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Your Friday Spring Training Non-Update

Mike SteffanosFriday, March 6, 2009
By Mike Steffanos


Some readers have asked me why I haven't spent more time this spring writing about the spring games and the ongoing battle for the fifth starter's job. To tell you the truth, I'm coming around to the belief that the all of the scrutiny on spring training in recent years works against what spring training is supposed to accomplish.

When I was a kid there would be a veritable trickle of news from the start of camp until the teams came up north to play real baseball games. Pitchers would work on building their arm strength back up, as well as trying to improve some facet of their games that would lead to more wins in the regular season. Only a guy fighting for a job would be pitching with regular season intensity.

No one cared if a starting pitcher had a bloated ERA in Florida as long as he was ready to pitch once the games started counting. If he got knocked around in mid-March because he was throwing his changeup a lot more than usual, you didn't read any dire predictions of imminent doom in the paper the next day.

Before I go further and this comes across as a criticism of the media which covers the team, I understand very well that the only reason they are down there is because fans demand more coverage today than did 10 or 20 years ago. Once down there, columnists and beat writers have to write things that grab a reader's attention.

Still, though, particularly in the case of the pitching, to make a lot out of a pitchers "struggles" in early spring training games is missing the point of the difference between practice and actual performance. After not pitching all winter, it's not the end of the world if John Maine can't find his groove on March 5.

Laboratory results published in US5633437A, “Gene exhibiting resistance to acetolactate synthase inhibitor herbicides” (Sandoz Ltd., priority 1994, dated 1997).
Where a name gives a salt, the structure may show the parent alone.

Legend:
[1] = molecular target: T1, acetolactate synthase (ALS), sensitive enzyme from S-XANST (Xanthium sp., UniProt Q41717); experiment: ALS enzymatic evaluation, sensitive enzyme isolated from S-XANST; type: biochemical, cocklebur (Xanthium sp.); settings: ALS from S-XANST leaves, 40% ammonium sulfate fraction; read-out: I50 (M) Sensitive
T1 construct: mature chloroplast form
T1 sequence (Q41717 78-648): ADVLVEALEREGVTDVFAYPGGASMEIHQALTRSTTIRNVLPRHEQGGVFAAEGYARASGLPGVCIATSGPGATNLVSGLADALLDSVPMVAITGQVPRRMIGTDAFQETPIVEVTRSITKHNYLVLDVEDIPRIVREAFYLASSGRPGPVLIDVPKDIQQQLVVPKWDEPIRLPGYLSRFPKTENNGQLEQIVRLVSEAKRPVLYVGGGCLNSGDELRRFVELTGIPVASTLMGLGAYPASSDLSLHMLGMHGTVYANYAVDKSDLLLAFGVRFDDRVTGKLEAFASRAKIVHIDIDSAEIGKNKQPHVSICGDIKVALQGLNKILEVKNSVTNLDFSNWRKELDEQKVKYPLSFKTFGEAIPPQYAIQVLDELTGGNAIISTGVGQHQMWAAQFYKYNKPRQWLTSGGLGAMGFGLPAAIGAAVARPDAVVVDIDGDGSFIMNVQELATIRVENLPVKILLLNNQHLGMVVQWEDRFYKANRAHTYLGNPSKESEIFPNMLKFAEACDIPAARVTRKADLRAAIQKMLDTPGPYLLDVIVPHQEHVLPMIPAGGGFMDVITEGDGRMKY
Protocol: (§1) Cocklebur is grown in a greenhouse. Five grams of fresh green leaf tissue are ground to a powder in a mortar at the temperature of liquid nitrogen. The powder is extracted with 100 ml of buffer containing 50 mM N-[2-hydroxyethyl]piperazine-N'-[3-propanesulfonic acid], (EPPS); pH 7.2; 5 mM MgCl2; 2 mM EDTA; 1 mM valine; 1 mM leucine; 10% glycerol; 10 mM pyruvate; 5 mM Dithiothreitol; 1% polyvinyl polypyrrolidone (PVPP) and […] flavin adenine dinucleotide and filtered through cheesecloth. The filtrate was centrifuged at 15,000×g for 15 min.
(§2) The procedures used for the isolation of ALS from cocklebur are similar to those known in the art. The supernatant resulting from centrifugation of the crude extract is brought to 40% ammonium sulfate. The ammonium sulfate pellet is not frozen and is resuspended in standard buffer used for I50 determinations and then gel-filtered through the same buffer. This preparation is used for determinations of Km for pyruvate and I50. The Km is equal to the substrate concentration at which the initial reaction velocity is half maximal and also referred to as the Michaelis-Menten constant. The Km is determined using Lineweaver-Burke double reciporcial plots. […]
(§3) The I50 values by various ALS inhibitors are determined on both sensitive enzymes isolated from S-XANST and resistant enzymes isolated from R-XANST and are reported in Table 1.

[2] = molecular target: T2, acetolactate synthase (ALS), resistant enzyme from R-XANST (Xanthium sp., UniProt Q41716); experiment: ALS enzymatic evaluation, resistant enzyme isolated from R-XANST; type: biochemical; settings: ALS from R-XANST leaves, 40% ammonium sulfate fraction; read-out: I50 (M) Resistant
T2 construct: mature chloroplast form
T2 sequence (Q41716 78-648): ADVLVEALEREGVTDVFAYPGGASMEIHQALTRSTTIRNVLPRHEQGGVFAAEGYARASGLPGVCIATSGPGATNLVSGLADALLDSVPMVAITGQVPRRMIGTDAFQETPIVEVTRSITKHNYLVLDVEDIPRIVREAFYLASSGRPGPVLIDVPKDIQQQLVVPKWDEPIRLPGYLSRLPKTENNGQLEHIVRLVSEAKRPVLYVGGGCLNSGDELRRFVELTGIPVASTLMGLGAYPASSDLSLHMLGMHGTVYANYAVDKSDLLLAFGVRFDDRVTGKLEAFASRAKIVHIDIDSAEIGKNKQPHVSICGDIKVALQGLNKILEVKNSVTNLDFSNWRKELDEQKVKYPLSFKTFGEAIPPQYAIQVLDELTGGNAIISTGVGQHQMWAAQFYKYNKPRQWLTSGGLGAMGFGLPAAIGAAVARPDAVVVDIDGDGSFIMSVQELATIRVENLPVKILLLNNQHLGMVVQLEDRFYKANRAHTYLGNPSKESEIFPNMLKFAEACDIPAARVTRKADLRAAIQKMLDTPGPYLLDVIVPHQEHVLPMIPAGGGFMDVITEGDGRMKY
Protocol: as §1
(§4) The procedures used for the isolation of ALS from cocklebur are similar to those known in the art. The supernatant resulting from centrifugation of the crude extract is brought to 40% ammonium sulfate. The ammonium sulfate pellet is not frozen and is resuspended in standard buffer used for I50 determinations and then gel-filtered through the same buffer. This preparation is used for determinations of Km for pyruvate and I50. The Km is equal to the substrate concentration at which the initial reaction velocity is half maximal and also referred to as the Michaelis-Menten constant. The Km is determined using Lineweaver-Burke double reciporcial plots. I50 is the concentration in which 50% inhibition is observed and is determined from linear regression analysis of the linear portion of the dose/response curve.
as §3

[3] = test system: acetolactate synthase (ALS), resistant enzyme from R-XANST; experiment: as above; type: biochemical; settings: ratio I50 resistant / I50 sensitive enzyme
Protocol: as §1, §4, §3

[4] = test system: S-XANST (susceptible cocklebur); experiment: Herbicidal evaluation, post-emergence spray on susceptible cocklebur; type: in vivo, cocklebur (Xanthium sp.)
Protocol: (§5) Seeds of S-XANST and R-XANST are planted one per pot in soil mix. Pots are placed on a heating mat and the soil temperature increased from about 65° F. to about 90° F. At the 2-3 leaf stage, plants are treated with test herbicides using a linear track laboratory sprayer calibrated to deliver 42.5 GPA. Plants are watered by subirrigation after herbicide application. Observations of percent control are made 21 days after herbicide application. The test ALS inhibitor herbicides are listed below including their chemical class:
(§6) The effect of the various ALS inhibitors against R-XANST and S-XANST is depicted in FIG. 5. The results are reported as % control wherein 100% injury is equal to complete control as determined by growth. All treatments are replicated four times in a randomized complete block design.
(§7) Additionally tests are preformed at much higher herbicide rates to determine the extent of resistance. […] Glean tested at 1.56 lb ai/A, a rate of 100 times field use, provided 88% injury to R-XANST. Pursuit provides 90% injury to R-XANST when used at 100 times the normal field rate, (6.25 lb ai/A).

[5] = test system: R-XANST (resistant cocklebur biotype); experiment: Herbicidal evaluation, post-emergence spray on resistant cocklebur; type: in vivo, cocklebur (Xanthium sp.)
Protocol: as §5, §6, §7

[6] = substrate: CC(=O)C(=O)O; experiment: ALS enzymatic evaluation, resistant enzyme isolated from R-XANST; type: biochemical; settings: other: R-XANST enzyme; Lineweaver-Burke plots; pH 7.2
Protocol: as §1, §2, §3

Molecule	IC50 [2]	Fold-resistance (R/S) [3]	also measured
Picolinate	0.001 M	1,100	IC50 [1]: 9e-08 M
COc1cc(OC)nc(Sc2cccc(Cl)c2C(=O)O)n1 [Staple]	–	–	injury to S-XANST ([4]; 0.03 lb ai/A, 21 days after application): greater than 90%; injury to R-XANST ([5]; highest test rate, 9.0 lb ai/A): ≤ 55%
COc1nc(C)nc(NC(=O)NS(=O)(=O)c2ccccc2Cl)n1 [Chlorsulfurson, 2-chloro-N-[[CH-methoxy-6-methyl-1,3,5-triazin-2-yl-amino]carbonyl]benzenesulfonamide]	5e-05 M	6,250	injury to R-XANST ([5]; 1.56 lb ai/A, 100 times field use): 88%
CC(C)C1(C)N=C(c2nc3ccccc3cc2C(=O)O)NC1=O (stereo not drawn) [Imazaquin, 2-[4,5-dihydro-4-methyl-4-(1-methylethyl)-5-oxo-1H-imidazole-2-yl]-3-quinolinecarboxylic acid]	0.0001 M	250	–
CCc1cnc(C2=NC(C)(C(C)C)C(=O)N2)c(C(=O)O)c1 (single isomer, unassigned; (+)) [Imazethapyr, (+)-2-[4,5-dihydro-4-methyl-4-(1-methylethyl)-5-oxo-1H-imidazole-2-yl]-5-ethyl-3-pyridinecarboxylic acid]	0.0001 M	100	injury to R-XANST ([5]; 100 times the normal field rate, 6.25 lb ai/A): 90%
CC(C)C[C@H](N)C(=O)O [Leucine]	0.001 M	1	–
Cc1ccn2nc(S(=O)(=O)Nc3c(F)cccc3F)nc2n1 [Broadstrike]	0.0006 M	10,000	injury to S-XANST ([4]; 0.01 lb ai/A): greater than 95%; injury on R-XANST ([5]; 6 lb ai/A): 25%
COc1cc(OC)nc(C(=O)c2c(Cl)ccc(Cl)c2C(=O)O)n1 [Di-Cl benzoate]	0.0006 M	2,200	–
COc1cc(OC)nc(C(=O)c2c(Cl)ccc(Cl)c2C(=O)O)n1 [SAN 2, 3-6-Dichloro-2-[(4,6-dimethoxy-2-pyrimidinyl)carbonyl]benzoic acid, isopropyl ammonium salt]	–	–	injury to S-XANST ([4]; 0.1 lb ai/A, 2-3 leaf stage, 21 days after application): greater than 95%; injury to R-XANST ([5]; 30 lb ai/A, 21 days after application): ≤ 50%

I wrote something about Freddy Garcia and Livan Hernandez, the two "innings eaters" fighting for the fifth starter's job, making a point that you can't eat major league innings if you no longer able to pitch at a high level. Specifically I was worried about the low fastball velocity seen from both pitchers in the early going.

A friend of mine who read that congratulated me on my prescience when Livan, who had been the "front-runner", went out and got it handed to him in a spring training game. As much as I would like to claim credit for "predicting" that, I honestly didn't. I was just making a point about what I would have to see from either of those two pitchers before I could take any possibility of them eating innings for us this season seriously.

Just because Garcia has struggled twice and Livan once does not mean that I expect them to fail. I don't have enough info yet to decide anything of the sort. I could only continue to try to catch their outings to see if one or both picks up some oomph on the heater as their arms strengthen.

Even then, I'm humbled by the fact that I am not there watching them throw their bullpens and Live B.P., and I really can't know everything that's going on. What I see from the writers who cover the team doesn't fill in the gaps, because I only see what they choose to write, and I understand their primary job is to sell papers, not inform me of all the nuances in a camp.

I think we forget that at times -- we bloggers and avid 365 days a year fans -- we are not in possession of all of the data upon which these evaluations are made. I've concentrated on pitchers in this piece, but much of the same is true for hitters.

So while I will continue to do my best to make points that I feel are valid, I will not extrapolate from my limited perspective to make bold predictions that have little value. Frankly, the best advice I received on spring training came to me years ago from a person I respected -- take everything you see with a grain of salt, and don't believe half of the hyperbole.

If we continue to make too much of what happens in these exhibition games, we run the risk of not allowing these ballplayers to use spring training to get ready and get better. Teams in small markets with less of a spotlight on March games will actually be at an advantage over teams in markets like ours where everything is magnified.

I take these games for what they are -- a chance to get a peek at a few key guys, especially new ones, and a way to whet my appetite for the upcoming season.

About Mike: I was the original writer on this web site, actually its only writer for the first 15 months of existence. Although I am grateful for the excellent contributions of my fellow writers here, I have no plans of stepping back into strictly an editorial role. I started this thing in the first place because I love to write and I love the Mets, and blogging here keeps me somewhat sane. If you haven't had enough already, more bio info can be found here.

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